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While dressage has long-been regarded as a horse and Pony Club sport, Meredith Hodges opened the doors to mules in dressage in the United States Dressage Federation Schooling Shows in 1986. With the help of Carole Sweet and Leah Patton of the American Donkey and Mule Society in Lewisville, Texas, they were formally accepted by the United States Equestrian Federation at their convention in Los Angeles in 2004. Laura Hermanson has since taken full advantage of this amazing opportunity. In 2015, she qualified for the United States Dressage Federation Finals with her own mule, “Heart B Dyna”, that is to be the subject of an upcoming documentary. The film is titled ”Dyna Does Dressage,” and is produced by Sarah Crowe and Amy Enser, who describe it as an “Underdog story [that] follows Dyna and her owner/rider, Laura, as they defy the odds to find their place among this elite world of horse riding.” Laura Hermanson is breaking through the stigma that dressage is only for horses and ponies as was previously defined by the USEF Rulebook. Much like Meredith Hodges herself, what began as a love of horses evolved into the championing of the noble MULE, an equine ambassador that truly deserves our respect. This year, Laura is competing “Behold the Desert” (aka Beasley) owned by Troy and Carol Delfino of Bakersfield, California and bred by Candace Shauger of Genesis Farms in Bremen, Ohio, in the upcoming U.S. Dressage Federation (USDF) Finals in Lexington, Kentucky, November 10-13. Let’s all give our support to this amazing team!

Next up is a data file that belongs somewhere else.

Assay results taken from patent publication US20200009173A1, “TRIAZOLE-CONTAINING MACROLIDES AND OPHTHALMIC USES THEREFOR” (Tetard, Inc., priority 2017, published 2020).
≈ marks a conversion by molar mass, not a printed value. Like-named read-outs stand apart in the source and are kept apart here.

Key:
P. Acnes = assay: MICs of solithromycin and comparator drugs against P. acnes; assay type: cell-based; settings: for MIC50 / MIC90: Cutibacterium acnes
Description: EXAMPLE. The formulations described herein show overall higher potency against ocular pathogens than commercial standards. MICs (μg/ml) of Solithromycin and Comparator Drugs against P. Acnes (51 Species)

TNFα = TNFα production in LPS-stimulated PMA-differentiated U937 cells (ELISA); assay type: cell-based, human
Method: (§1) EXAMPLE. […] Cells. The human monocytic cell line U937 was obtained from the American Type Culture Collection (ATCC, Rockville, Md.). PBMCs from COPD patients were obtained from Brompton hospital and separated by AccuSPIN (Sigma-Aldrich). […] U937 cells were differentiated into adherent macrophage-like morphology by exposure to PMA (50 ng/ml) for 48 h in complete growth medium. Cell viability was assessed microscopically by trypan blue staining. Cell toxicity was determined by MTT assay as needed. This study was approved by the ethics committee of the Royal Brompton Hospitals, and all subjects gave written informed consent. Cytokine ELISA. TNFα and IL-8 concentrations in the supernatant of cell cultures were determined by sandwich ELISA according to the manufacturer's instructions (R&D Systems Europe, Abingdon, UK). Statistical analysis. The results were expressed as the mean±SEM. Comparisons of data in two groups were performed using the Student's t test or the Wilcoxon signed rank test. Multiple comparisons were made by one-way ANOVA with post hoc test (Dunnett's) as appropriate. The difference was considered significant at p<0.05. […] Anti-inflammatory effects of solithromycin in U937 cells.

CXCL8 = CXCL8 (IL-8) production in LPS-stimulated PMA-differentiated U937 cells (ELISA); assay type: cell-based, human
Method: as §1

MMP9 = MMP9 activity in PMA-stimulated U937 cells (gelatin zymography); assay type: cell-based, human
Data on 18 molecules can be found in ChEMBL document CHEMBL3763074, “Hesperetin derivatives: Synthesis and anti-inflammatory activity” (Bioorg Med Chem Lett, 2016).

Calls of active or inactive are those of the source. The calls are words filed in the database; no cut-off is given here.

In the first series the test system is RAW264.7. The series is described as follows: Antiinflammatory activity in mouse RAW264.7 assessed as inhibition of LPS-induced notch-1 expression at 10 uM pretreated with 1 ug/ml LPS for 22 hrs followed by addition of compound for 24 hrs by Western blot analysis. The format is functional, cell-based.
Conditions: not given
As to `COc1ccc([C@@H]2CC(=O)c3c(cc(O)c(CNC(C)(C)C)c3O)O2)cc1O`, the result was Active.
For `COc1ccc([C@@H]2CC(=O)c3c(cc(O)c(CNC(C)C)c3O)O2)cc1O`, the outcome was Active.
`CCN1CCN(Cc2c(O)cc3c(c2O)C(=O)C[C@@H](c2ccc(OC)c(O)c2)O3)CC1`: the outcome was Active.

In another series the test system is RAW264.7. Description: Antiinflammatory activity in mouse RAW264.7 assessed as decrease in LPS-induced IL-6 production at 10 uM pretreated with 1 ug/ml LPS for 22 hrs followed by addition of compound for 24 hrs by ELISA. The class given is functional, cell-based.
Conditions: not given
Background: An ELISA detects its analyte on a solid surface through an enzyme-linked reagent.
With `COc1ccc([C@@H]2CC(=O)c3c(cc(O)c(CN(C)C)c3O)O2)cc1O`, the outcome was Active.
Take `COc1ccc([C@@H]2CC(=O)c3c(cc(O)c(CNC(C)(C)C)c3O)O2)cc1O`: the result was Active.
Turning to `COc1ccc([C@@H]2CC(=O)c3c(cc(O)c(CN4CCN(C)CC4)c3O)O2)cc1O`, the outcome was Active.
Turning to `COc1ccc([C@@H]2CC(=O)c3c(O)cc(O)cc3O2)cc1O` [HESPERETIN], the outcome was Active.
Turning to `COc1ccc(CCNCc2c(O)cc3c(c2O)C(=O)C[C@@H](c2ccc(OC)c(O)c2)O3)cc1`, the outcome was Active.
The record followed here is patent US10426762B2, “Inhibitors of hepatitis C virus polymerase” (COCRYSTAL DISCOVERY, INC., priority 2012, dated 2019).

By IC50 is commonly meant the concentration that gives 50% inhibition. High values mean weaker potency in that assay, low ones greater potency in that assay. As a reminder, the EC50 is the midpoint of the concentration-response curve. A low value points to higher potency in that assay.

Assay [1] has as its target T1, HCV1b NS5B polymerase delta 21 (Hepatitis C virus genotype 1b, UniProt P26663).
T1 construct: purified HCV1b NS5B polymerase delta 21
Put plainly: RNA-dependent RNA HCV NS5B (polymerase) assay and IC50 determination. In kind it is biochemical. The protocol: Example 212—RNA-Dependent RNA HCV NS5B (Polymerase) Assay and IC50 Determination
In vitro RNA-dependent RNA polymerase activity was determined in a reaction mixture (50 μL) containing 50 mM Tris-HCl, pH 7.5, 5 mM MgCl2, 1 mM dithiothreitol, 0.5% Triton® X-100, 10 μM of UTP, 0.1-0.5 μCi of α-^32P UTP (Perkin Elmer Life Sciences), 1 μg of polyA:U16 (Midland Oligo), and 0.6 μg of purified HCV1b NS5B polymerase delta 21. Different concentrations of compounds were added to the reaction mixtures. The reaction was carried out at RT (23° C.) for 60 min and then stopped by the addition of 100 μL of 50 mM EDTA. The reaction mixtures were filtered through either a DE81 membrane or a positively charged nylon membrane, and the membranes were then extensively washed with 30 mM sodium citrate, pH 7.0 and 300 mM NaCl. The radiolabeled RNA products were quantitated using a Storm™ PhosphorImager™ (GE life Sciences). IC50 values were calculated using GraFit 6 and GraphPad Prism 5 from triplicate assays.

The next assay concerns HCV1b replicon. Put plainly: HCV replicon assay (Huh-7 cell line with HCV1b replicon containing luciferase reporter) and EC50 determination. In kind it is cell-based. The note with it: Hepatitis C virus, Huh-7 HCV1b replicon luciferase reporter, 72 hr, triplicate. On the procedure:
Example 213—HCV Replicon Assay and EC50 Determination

Most horses that contend at the highest level of equestrian competitions come from large ranches and carefully selective breeding. That’s not the case for Soby, the rescue horse equestrian that trainer Kaili Graf will be riding at the Western Dressage World Championships in Tulsa, Oklahoma, this coming November.
Kaili rescued Soby back in 2010 as a baby when she was neglected and left out alone in a field. The two had an instant connection, as rider and horse developed a strong partnership in a short time that would typically take weeks for other trainers.
“As soon as I saw her, I said, ‘This is not a normal horse,’” said Graf, a trainer who has been riding horses for as long as she can remember. “Soby has a goofy personality, but she loves to work.”
Soby was one of the earliest rescue horses that Kaili ever worked with, and as such is a bit of a “poster child” for rescue horses competing in Western Dressage, having won four state titles in 2014. A new discipline, Western Dressage’s influences date back to the 1700s with the ranches of the American West and Spanish vaqueros. Western Horsemanship meets the English Classical Dressage in a style that emphasizes “lightness” and “subtle cues.”
For Kaili and Soby, the goal in competition is to execute techniques as a single unit and to make their movement as instinctive and intuitive as possible. The importance of this upcoming World Championship goes beyond personal aspirations, however, as Kaili wants to advocate for the sport and rescue horses. “I want to inspire the riders who think they could never make it,” says Graf. “There’s an existing structure that no one wants to challenge.”
If Kaili and Soby can prevail at the World Championships, it will show that rescue horses and anyone from modest means can find success with hard work. The cost of competing is not cheap, though, so the duo can use all the support they can rally.